"I have decided to support the Talibanisation of Pakistan, purely from an economic point of view. After all, for a country that has no money, what could be better than not having the need for money? Let us look at some of the advantages that would accrue to Pakistan if it went back to those times.
First and most importantly, no load shedding, since there wouldn’t be any electricity to begin with. No worry about energy, since petroleum, natural gas, diesel, LPG, LNG etc would still be much too far in the future. No factories, shopping plazas, high rise buildings, cars, trains, planes or other energy consuming monsters.
No reason then to spend money on building multi-lane highways, airports, rail tracks and other such expensive projects and facilities. And, of course, no expensive jet setting visits by our leaders to foreign countries. Also, no hospitals and advanced medical care.
Our maternal and infant mortality rates will increase and at the same time our expected life expectancies that are approaching civilised norms will collapse. This will rapidly solve our over-population problem.
For me however, the greatest advantage of Talibanisation will be that there will be no TV and therefore no talking heads, followed closely by the fact that there will be no motorcycles on the roads. The major downside will, of course, be no air conditioning.
So I imagined myself walking down the streets of Cordoba (Qurtaba) listening to Averroes (Ibn Rushd), expound on the intricacies of Aristotelian philosophy. But then I suddenly realised that Cordoba is now a part of modern Spain and as far as Pakistan is concerned, a thousand years ago, there was no flowering of Islamic civilisation in this part of the world. The major problem with the Talibanisation of Pakistan then is that we might go back in time but the rest of the world is going to stay in the twenty first century!
All this might seem a trifle facetious but strangely enough, people I know are actually talking about such stuff. Whether this is in response to the worsening situation in Pakistan seems to be the question. It is true that many Pakistanis today might not be overtly Talibanised but they are definitely sympathetic towards them and would not mind having that sort of system in Pakistan.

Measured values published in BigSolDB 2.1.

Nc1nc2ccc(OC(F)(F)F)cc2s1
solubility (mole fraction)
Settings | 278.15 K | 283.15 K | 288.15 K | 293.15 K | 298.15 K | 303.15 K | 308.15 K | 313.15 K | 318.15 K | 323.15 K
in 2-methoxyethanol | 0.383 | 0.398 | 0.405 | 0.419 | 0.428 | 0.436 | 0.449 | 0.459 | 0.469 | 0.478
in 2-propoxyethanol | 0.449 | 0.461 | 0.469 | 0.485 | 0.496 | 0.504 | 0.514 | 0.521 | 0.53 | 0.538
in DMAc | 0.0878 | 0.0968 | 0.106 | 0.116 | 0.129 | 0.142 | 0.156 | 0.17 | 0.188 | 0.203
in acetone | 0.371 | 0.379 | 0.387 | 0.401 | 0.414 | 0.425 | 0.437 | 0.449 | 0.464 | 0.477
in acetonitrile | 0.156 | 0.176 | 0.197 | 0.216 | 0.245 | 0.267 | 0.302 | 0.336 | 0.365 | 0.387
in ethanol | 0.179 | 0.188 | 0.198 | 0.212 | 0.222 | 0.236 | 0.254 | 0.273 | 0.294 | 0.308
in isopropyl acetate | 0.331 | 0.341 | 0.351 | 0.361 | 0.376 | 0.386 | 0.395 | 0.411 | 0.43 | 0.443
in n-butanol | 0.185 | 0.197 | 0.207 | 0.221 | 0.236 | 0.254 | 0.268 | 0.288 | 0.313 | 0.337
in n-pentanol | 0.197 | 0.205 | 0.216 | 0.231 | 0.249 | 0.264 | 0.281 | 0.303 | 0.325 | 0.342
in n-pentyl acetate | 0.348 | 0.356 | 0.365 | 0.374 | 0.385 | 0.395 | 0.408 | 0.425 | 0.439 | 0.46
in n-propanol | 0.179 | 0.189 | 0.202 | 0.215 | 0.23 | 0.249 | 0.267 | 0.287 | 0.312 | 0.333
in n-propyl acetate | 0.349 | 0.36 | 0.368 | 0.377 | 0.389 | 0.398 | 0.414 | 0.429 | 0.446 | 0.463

What we are seeing in Pakistan is really the political divide between the liberal secular political parties and the conservative Islamist parties. Over the last few decades something similar happened in the US when the Republican Party swung to the right and became dependent politically on the conservative Christians for electoral support.
However much liberals might dislike the idea of Talibanisation, the fact is that what Pakistan needs most at this point is the kind of austerity usually but inaccurately associated with the Islamist parties.
If an austerity campaign starts, it must really start with our middle and upper classes that are generally more supportive of the PML and Islamist parties. The primary focus will have to be on less conspicuous consumption, payment of taxes and a decrease in the utilisation of precious natural resources.The deteriorating law and order situation and the insurgencies in our western and the northern areas will continue to bleed our resources. Unless we can de-link Islam and the Taliban it is unlikely that Pakistan can make much progress in this respect. And that, in my opinion, is the greatest challenge that faces us a nation at this time.
Is some degree of Talibanisation of Pakistan inevitable? The answer to that question is a partial yes. Traditionally conservative areas will become more religious in time - But not all of Pakistan.
And yes, if the US and NATO intervention in Afghanistan ends, things will get better for Pakistan, but that will not solve the problem of religious extremism.
Whether we like it or not, Islamist thinking will still be around. "